In Bolivia, the analysis found overlaps between oil blocks and 57 Indigenous peoples’ territories. Much of this overlap was recorded in the departments of Santa Cruz (23) and Beni (20).

Jorge Campanini, a researcher at the Bolivian Documentation and Information Center (CEDIB), says the process of prior consultation, which should play a key role in the planning and granting of oil concessions, is neither free nor informed in Bolivia. “There has not been, in terms of extractive industries, true free and informed prior consultation, in good faith,” he says. “Consultations have always been maneuverable and beneficial, especially for the mining and oil operators.

In 2021, the Bolivian government, through state-owned company YPFB, presented a new plan establishing the criteria and sites being prioritized for oil activity. “They have defined seven to eight core [areas] where they have started exploration and administrative efforts,” Campanini says. “Obviously in these places there is overlap with natural protected areas and Indigenous territories.”

Protected natural areas in the spotlight

Before any protected area was established in Ecuador, the country’s entire Amazon was Indigenous territory, says Esperanza Martínez, an expert with the environmental organization Acción Ecológica (Ecological Action). From 1970, various types of protected areas began to be created, and “what happened is that the state was left in custody of the territories that were conserved, but that same state prioritized economic activity — that is, the state itself was in charge of granting licenses in these areas,” Martínez says.

The analysis shows that 23 protected areas in Ecuador are overlapped by oil blocks, among them the emblematic Yasuní National Park. Martínez says the case of Yasuní is the best known for three reasons: there’s a strong visibility campaign around its biodiversity; the presence there of isolated peoples or those in initial contact; and the fact that it had previously been a no-go area for oil activity.

Affected protected areas include protected forests, national parks, biological reserves, wildlife production reserves, and ecological reserves.

“In Ecuador, there was a ban on oil activities in protected natural areas, [but this] became more flexible to the point of declaring them permitted,” Martínez says. Under the 2008 Constitution, she adds, a more protective regime was again attempted, but an exception was included that “ended up becoming the rule.”

Article 407 of the Constitution states that “the extractive activity of nonrenewable resources is prohibited in protected areas and in zones declared as intangible, including forestry exploitation. Exceptionally, such resources may be exploited at the substantiated request of the Presidency of the Republic and after a declaration of national interest by the National Assembly, which, if it deems it convenient, may call for a popular consultation.”

The citing of “national interests” is the same as in the Peruvian context. “Every time they want to create a national park or a protected area, the greatest opposition comes from the hydrocarbon sector, because these zones are identified as having potential for the exploitation of this resource,” says Baldovino from the SPDA. “A large part of the Amazon is already identified with potential, and even if it is not granted there is also resistance to the establishment of a protected area because of the expectation that there could be [oil].”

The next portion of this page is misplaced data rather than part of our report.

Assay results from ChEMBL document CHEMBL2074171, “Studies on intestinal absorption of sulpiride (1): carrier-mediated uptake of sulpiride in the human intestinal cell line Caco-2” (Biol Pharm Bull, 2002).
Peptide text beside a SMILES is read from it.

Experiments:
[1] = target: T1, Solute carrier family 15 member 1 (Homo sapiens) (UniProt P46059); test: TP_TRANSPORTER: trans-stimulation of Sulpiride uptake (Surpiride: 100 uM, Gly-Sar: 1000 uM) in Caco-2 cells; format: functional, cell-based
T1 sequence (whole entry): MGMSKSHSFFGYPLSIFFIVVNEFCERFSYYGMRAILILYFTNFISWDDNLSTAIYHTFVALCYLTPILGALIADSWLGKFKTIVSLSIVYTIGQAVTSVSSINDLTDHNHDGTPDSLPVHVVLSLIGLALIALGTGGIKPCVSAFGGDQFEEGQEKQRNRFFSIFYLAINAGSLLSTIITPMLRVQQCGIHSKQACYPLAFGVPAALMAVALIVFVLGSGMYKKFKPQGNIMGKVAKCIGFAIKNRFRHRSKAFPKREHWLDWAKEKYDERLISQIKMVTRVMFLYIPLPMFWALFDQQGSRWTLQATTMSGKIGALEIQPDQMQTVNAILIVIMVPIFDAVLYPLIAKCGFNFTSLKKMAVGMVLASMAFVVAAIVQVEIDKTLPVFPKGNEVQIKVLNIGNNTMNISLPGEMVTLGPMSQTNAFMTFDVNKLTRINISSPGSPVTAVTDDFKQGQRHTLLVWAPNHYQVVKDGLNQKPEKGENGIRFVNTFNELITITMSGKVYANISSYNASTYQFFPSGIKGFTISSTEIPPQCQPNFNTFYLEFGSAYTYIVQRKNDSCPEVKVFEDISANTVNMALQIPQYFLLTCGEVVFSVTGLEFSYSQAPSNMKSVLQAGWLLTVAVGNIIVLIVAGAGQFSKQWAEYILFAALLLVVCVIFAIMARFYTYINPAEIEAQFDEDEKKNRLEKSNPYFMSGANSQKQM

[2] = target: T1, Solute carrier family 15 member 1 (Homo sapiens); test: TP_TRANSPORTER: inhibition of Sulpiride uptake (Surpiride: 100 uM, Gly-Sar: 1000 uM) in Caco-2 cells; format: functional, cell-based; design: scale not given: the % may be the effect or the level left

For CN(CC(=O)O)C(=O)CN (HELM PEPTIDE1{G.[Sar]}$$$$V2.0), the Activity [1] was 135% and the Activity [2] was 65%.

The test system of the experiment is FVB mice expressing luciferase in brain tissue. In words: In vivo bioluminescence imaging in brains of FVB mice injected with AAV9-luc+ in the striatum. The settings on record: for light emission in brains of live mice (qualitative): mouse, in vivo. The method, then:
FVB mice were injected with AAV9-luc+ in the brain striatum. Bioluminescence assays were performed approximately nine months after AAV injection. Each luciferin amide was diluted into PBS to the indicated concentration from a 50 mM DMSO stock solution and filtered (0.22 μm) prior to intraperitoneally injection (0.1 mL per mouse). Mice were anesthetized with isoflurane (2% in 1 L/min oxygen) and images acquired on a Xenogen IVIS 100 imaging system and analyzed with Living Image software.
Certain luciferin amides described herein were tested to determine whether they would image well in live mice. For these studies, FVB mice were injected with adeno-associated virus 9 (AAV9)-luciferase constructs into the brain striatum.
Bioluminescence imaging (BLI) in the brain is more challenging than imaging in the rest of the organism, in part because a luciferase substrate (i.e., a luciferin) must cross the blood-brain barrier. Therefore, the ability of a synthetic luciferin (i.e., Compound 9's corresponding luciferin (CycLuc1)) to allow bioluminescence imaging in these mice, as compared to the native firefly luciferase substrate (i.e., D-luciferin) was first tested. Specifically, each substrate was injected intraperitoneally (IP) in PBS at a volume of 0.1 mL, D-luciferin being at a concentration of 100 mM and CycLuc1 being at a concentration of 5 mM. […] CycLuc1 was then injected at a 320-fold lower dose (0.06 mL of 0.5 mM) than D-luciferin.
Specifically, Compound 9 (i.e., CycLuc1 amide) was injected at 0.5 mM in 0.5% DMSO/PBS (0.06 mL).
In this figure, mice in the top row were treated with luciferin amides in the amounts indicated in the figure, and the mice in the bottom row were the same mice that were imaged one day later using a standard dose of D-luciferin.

In Peru, eight protected natural areas are overlapped by oil blocks. The Imiría Regional Conservation Area, in the department of Ucayali, has full overlap with oil blocks, while the Cordillera Escalera Regional Conservation Area, in San Martín department, is 98% covered with oil blocks. Oil blocks also border two national parks: Yanachaga-Chemillén and Cordillera Azul.

Campanini from CEDIB points to the Aguaragüe National Park and Integrated Management Natural Area in Bolivia as “the laboratory for the implementation of measures that allow or facilitate the entry of oil companies into national protected areas and Indigenous territories.”

In the 1920s and ’30s, Aguaragüe was the site of oil exploitation, an activity that lasted until the ’70s and left a legacy of environmental damage that sparked protests from the Indigenous peoples living in this protected area. They demanded the closure of the wells, but what they got instead, at the end of the 1980s, was more “exploration … not for oil, but for gas.” The old oil wells were never closed and new gas wells were opened up, Campanini says.

This exploitation policy is being repeated today in other protected areas across the country. According to the analysis for Bolivia, there are 21 protected natural areas with some degree of oil overlap. Of these, the Espejillos Natural Monument has all of its territory covered with oil lots, while in the Eva Mosetenes Natural Area of Conservation and Integrated Management the overlap reaches 99%, and in the Cabeceras del Río Maniqui Municipal Protected Area it’s 98%.

In Colombia, while no oil blocks overlap with protected areas, the analysis detected a pattern that calls for attention: there are oil blocks in 70 forest reserves. This is important because, under Colombian law, these areas are intended for the development of the forestry economy and the protection of soil, water and wildlife.

José Gregorio Díaz Mirabal, general coordinator of the Coordinator of Indigenous Organizations of the Amazon Basin (COICA), says these countries’ extractivist policies allow concessions to be granted in these territorial spaces. “Since the beginning of the pandemic they have increased, and in Indigenous territories prior consultation has not been respected,” he says. “However, it is clear that Indigenous organizations have been permanently denouncing the loss of territory, pollution, health problems, and water and food crises when there are oil spills, in addition to deforestation, loss of biodiversity and degradation of ecosystems.”

Banner image: Gas flaring at a facility in the Ecuadoran Amazon. Image by Diego Cazar Baquero.

This story was reported by Mongabay’s Latam team and first published here on our Latam site on Apr. 19, 2022.